itself. In the media, particular in New York, the attitude was a kind
of relief -- thank god the Web is over, we can all crawl back into our
holes now! This was obviously nuts.  It was just a turn of the
business-cycle wheel that didn't actually have much bearing on the
creative uses of the technology. Those continued, and in some ways
they continued more robustly once the pressure for "monetization"

And of course we can't forget that these were the years of Google's
great growth, and the time during which Google figured out how to be a
fantastically profitable business on top of being a phenomenally
useful service. That, far more than the rise of the early SNSes, is
what I think marks the time period you're citing.

TS:  You have your ear on the technological ground in California for
many years. In the history of the Social Web, cultural projects are
often omitted. What is your perspective on the influence of culture on
the programmers of the most formative social platforms of our time?

SR: "Culture" is a big word. If by "culture" we mean the collective
sum of the creative expression of individuals, which for me is a
nicely neutral definition, then it's pretty hard to talk about its
influence on programmers -- if by "programmers" you mean the people
actually writing the code for social platforms like Friendster or
LinkedIn or Facebook or MySpace.

There's a whole semi-subterranean tradition of artists using digital
technology for their own ends. This easily predates the Web -- I first
encountered it during the CD-ROM era of the early '90s, but before
that there were people building Hypercard stacks, and before that I'm
sure there was something else. I don't think there's ever been much of
a dialogue or cross-fertilization between the people in that tradition
and the people who set out to program large-scale applications.
Programmers are most commonly engineers with a utilitarian bent.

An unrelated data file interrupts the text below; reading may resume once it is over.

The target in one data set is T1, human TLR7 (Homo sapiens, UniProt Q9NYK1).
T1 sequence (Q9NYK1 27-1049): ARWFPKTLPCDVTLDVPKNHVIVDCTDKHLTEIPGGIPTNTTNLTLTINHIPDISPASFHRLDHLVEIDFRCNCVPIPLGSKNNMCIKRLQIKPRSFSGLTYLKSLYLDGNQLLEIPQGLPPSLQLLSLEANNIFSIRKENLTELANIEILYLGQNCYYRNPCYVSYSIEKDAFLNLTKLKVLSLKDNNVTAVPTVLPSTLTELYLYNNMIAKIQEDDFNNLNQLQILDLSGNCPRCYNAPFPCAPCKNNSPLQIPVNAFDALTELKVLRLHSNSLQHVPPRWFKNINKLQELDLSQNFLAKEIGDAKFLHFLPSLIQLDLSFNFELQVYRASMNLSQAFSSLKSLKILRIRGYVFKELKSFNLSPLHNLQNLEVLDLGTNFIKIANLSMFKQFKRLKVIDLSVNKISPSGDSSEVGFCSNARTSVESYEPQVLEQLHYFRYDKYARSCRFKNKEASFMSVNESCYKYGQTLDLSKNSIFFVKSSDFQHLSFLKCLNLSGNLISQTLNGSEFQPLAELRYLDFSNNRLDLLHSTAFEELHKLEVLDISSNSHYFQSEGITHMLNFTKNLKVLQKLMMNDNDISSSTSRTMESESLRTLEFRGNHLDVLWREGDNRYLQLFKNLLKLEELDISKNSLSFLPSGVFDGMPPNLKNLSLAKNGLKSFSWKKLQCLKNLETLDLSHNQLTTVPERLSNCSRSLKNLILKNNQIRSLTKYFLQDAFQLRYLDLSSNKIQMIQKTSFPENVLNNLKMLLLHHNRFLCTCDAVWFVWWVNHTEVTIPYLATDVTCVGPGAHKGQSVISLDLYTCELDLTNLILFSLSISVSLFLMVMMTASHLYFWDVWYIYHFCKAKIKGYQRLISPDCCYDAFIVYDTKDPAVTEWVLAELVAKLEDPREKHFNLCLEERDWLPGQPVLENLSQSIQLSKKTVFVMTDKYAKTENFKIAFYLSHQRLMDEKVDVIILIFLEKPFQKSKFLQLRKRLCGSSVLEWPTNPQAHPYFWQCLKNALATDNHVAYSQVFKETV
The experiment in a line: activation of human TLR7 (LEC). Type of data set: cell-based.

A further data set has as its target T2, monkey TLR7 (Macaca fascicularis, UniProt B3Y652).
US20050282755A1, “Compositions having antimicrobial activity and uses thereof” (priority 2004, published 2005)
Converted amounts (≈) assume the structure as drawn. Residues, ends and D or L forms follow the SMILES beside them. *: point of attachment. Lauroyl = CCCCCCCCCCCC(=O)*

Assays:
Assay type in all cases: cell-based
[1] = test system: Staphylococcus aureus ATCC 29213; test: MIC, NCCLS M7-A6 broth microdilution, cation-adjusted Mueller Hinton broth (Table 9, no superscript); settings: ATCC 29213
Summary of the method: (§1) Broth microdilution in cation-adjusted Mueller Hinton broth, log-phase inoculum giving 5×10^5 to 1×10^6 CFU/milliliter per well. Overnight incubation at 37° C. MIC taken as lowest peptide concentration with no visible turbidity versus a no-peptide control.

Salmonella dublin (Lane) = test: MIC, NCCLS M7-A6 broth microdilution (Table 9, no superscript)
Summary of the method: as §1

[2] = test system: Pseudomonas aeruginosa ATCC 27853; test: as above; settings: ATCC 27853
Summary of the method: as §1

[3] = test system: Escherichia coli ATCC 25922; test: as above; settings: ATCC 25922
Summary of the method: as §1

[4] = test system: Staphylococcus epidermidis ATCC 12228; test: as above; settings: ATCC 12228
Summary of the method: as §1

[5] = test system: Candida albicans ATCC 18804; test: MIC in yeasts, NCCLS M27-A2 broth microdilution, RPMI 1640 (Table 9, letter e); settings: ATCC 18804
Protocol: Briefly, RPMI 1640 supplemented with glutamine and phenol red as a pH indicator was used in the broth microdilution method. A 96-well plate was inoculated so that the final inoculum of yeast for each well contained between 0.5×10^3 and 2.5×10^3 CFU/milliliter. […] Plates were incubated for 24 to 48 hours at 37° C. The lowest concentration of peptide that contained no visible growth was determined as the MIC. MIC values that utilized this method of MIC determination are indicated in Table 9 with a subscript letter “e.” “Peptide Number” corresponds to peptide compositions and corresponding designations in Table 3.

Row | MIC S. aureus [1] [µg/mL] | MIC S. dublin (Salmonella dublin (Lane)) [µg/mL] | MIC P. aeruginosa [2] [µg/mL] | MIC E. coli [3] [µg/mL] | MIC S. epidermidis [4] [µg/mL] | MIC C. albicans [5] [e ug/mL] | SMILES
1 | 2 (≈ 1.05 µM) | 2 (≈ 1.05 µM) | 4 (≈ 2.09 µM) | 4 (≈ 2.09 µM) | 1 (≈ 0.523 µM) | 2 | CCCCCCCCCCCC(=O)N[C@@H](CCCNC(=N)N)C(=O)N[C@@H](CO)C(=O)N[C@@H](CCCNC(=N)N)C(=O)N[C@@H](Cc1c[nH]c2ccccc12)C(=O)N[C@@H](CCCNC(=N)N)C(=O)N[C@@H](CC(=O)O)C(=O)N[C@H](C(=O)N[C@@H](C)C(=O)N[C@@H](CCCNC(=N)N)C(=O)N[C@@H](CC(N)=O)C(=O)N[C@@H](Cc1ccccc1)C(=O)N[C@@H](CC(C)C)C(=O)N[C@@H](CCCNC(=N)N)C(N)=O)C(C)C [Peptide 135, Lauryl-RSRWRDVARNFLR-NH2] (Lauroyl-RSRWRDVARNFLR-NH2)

Sometimes they get amused or diverted by creative use or misuse of
their tools, but they rarely think ahead about the cultural
opportunities their products open up. The best programmers at least
keep their eyes and ears open so that when users who are artists bend
an application in an usual direction they take note.

TS: Today, many people work two jobs. First, there is their day-job and
then they "work the network." Do you think that there will be a tipping
point at which people do feel exploited?

SR: In order to feel exploited, people need first to feel deceived.
Today, I think, most of the people who contribute material to social
networking sites (or any other kind of site) don't do so with any
expectation that they will, or ought to be, compensated financially
-- so they don't think, "Hey, that should be my money" when they hear
about big-ticket corporate deals. This does change at the edges, and
there are examples of "awakenings" to the feeling of being exploited
in the past (as with conflicts between management and volunteers at
AOL forums and between management and "guides" at About.com).

I think that when an ambitious person begins on the Web by pouring a
lot of his/her labor (and the content that labor produces)
into  relatively "closed" sites like Facebook or Myspace, they sooner
or later come to understand that they are building something that is
not truly theirs. These people will eventually start their own blogs,
register their own domains, and so on: they will make use of the more
level playing field the open Web affords. More casual users, on the
other hand, will probably be grateful for the convenience these
services provide, and not worry about the lost value of their labor,
because they're not contributing as much.

The dynamic here thus tends toward stratification, where the
sophisticated users flee, and the services become more of a
wasteland. We saw this happen in the mid-90s with site-building sites
like Geocities, Angelfire, and Tripod. In other words, I think it's
quite likely that the overall value of today's hot networking
services may well be at their peak now.

TS: Business on the Social Web is increasingly centralized, the high
number of recent mergers made that even more apparent. While its not a
surprise that the rich get more and more wealthy, which ethical
suggestions would you make to those who run large social milieus?

SR: The fundamentals of ethics aren't much different online from off,
though people get more easily confused in new media environments (and
unscrupulous operators have more of an opportunity to exploit that
confusion). If a business views its users as targets from whom value
can be extracted, it's going to act one way; if it views them as
customers to be served, it's going to act another; if it views them
as partners or equals in building a community, it will act another.
The way you handle issues like privacy, service, pricing and content
restrictions will inevitably flow from where on that relationship
spectrum you start. Some useful touchstones for ethics in this realm
are: (1) How easy is it for users to communicate with the business
(and get real answers)? (2) How easy is it for users to export their
contributions? (3) How carefully does the business protect access to
users' personal information?